Page:Popular Science Monthly Volume 20.djvu/570

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554
THE POPULAR SCIENCE MONTHLY.

while as to all numerals between two and ten the rule might apply thus: Shelesh, three; sheleshim, thirty; and in like manner to ten. With these corrections, referring to the ages of the patriarchs before the Noachian deluge, the article of M. De Solaville would show a wonderful uniformity in the age of man since the dawn of history.

From Adam to the flood the ages would read as in the table below, subject to a few uncertainties in the numbers below one hundred, as the numerals are sometimes pluralized for purposes of agreement, when they were not increased tenfold. These cases are not always certain; the table to the flood is substantially true.

The table is added, giving the ages of each at the time of his death:

1. Adam, 139 years and not 930 years.
2. Seth, 121 " " 912 "
3. Enos, 114 " " 905 "
4. Cainan, 119 " " 910 "
5. Mahalaleel, 122 " " 895 "
6. Jared, 117 " " 962 "
7. Enoch, 114 " " 365 "
8. Methuselah, 124 " " 969 "
9. Lamech, 117 " " 777 "
10. Noah, 139 " " 930 "
—— ——
Averages 120 + years " 858 years.

Should the editors of "The Popular Science Monthly" publish this note, it might be the means of calling the attention of the revisers of the Old Testament to the examination of cases of apparent errors in the reading of Hebrew numbers. The late Dean Stanley, for years before his death, insisted that the numbers in the Old Testament were, in many instances, entirely too high. The correction of these apparent errors, the Dean believed, would relieve the Bible of many objections now urged against this important record of ancient times.

Most truly yours,

Charles S. Bryant. 

 St. Paul, Minnesota, October 28, 1881.




THE COPYRIGHT OF IRVING'S WORKS.

Messrs. Editors.

{{sc|The  last issue of the "Monthly" contains in an article by Mr. B. V. Abbott on the "Progress of Copyright Law," a paragraph in regard to the copyright on Irving's works, which seems to us calculated to convey an erroneous impression.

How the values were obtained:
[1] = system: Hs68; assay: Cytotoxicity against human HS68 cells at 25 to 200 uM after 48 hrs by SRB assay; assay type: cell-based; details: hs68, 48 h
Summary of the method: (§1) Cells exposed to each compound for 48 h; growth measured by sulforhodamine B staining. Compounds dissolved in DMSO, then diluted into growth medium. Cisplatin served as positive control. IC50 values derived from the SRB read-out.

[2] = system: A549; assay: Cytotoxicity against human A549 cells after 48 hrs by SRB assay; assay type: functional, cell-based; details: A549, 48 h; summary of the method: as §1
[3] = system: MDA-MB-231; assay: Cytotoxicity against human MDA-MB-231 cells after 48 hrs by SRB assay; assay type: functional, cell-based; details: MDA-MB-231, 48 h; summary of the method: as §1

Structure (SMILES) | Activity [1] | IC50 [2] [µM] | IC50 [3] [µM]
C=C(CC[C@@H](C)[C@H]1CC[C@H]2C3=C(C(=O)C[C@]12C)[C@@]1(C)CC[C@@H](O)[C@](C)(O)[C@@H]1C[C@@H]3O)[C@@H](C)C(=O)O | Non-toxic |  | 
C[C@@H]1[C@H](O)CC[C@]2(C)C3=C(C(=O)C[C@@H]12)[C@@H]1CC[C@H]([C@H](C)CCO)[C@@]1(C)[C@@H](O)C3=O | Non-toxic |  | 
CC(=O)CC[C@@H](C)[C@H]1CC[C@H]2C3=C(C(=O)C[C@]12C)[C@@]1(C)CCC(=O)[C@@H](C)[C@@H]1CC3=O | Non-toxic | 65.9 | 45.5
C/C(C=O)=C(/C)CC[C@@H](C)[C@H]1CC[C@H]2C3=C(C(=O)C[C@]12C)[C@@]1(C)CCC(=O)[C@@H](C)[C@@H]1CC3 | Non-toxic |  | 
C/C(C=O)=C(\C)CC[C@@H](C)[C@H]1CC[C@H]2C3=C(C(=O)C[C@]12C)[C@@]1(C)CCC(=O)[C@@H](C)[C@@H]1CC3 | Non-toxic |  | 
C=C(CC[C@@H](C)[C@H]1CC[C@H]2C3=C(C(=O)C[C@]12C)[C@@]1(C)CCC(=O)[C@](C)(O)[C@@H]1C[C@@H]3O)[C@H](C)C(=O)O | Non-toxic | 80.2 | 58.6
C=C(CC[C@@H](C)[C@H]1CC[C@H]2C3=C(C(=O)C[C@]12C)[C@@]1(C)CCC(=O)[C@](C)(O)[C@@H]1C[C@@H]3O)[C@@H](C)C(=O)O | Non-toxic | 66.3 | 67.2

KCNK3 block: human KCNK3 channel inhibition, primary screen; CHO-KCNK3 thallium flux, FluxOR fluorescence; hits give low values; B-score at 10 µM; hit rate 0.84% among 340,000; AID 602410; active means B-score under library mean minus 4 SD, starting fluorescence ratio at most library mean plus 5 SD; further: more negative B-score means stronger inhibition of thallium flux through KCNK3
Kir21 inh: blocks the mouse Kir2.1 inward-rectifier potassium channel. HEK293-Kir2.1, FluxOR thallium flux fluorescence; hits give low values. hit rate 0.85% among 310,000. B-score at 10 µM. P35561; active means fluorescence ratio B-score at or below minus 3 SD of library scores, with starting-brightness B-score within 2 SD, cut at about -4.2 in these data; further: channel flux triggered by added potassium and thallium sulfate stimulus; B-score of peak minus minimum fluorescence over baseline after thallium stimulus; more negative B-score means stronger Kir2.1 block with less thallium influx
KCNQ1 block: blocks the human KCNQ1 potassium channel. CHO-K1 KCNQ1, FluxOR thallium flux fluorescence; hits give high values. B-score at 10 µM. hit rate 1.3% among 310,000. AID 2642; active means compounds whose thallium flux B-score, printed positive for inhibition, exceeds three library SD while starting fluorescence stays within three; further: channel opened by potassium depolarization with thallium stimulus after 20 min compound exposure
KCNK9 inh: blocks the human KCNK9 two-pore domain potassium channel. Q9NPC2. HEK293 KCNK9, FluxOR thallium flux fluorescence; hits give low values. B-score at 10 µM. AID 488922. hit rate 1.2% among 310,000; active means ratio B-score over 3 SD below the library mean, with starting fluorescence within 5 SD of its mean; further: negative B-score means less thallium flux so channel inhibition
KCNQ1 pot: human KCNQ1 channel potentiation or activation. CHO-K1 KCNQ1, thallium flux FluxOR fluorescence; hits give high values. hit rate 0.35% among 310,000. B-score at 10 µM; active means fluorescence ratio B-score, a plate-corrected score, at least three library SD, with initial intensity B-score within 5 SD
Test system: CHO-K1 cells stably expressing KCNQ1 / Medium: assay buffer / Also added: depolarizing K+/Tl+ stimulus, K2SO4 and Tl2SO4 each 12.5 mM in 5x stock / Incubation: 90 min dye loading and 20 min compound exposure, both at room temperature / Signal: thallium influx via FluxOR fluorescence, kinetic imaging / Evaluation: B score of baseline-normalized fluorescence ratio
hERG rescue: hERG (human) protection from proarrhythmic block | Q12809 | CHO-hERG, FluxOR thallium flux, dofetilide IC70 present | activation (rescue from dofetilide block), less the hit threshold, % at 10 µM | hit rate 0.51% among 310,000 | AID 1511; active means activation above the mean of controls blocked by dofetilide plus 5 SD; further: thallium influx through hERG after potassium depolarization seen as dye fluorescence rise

Mr. Abbott, intending to paraphrase the decision of the judge in our suit to restrain the publication, under the title of "Irving's Works," of a volume containing only a portion of Irving's earlier and unrevised writings, says, "Now that any one may publish Irving's works," etc.

It is not the case that any one may at present publish Irving's works. His latest writings, including the crowning work of his life, "The Life of Washington," and including the only revised and authorized issues of his earlier volumes, are still protected by copyright.

The words of the judge had reference simply to the material comprised in the volume whose publication we sought to restrain. This contained only the earlier and unrevised writings (in some cases reprinted from their original issue as "magazine" articles), which were no longer protected by copyright.

Our application was based on the ground that it was an attempt to deceive the public to offer for sale as Irving's works something that was very different from the revised and complete works as known and published for many years, and that, so far as such volume, under such misleading title, was sold, it was an injury to the property of Irving's nieces, who are the owners of his copyright.

For the support of this claim, however, the court decided that the legal grounds were insufficient. Requesting the favor of the publication of this explanation, we are

Yours respectfully,

G. P. Putnams Sons. 

 New York, January 9, 1882.




EDITOR'S TABLE.

THE PRACTICAL STUDY OF MIND.

THE progress of knowledge and inquiry is every day bringing into clearer practical contrast the two methods of studying mind: that which regards it as an abstraction, known only in consciousness, or the metaphysical method; and that which regards it as the endowment of an organic structure by which mental phenomena are determined, or the physiological method. The former refuses to recognize the corporeal substratum of mental effects as essential to its inquiries; the latter holds it to be the foundation of mental science. Both resort to introspection, or the study of psychical processes in consciousness, as a legitimate source of knowledge; but, while the metaphysician will go no further, the scientific